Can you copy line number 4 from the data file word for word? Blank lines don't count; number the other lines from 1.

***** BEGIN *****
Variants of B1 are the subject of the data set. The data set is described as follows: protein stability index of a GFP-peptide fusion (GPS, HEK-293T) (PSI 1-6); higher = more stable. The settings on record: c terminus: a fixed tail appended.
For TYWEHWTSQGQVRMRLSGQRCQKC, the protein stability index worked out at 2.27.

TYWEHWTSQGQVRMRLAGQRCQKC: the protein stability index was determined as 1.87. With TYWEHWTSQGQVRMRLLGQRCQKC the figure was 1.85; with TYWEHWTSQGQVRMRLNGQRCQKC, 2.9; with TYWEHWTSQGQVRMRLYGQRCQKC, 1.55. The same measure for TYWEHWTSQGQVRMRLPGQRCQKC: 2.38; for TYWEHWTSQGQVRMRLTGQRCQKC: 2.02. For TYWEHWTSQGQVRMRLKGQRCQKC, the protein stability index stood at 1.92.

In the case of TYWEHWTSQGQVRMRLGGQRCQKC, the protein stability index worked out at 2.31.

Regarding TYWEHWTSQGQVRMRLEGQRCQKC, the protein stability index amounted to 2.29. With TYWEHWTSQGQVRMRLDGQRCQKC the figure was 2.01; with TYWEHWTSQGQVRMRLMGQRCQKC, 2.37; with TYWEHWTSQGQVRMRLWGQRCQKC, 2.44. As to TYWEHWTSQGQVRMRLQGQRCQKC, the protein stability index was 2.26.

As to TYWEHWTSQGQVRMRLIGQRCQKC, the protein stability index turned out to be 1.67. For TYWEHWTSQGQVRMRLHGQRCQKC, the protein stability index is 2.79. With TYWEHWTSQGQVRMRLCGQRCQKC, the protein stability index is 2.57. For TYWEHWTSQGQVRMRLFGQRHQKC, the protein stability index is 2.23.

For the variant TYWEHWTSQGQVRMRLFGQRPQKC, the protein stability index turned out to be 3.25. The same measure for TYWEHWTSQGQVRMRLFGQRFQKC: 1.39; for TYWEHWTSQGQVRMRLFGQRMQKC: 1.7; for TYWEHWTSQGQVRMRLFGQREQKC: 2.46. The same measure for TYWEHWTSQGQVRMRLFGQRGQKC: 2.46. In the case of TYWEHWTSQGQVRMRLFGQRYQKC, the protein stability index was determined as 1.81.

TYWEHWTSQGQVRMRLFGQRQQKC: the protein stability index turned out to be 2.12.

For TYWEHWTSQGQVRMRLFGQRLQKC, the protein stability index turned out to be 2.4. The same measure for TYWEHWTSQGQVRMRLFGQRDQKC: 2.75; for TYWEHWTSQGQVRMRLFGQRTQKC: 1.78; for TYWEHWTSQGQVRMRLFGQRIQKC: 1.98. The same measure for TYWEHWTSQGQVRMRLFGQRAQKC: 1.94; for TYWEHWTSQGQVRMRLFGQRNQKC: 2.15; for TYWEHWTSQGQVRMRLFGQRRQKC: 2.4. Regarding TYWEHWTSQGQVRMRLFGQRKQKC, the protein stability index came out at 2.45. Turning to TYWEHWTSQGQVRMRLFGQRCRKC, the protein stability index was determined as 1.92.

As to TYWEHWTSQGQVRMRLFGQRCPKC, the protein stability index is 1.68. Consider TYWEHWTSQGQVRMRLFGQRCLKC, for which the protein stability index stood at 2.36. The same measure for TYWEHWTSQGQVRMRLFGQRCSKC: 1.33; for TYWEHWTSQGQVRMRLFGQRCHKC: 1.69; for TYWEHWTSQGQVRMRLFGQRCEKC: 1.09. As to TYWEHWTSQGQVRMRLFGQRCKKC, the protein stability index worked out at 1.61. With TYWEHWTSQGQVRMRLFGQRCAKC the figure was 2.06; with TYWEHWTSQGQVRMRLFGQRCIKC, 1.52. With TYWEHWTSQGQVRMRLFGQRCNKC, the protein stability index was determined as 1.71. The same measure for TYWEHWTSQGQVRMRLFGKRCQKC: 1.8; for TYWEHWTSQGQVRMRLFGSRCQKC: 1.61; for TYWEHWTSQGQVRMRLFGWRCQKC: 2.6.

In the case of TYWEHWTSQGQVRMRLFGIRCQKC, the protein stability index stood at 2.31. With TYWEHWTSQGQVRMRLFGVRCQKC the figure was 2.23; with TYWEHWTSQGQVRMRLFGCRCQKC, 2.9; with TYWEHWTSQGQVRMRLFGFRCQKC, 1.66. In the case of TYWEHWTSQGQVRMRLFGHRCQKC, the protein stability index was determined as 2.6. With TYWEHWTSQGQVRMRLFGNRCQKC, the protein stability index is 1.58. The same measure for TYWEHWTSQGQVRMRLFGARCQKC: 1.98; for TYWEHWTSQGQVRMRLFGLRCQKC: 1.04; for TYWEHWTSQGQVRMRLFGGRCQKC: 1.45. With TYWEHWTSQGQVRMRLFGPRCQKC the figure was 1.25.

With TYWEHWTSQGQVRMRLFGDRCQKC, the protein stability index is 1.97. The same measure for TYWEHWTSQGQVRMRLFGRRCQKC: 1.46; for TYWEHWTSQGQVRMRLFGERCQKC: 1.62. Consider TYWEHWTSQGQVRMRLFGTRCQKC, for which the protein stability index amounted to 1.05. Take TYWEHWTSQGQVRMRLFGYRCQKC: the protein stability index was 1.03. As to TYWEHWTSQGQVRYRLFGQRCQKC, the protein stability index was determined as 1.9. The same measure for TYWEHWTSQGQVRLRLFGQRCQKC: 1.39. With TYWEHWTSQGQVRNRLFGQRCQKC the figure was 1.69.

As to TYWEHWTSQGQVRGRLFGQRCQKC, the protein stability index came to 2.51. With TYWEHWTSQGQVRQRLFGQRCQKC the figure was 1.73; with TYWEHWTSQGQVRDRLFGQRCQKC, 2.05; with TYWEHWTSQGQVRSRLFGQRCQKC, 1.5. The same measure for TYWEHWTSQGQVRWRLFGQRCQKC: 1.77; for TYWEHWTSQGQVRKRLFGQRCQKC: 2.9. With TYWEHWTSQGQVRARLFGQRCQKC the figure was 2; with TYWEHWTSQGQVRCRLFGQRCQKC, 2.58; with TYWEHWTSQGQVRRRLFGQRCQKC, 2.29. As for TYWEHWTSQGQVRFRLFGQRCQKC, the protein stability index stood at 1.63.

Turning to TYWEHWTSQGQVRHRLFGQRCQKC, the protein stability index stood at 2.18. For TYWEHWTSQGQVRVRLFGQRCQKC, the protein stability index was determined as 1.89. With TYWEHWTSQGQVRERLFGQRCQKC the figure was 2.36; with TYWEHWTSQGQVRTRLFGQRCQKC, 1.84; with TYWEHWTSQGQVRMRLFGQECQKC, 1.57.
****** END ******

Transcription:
In the case of TYWEHWTSQGQVRMRLGGQRCQKC, the protein stability index worked out at 2.31.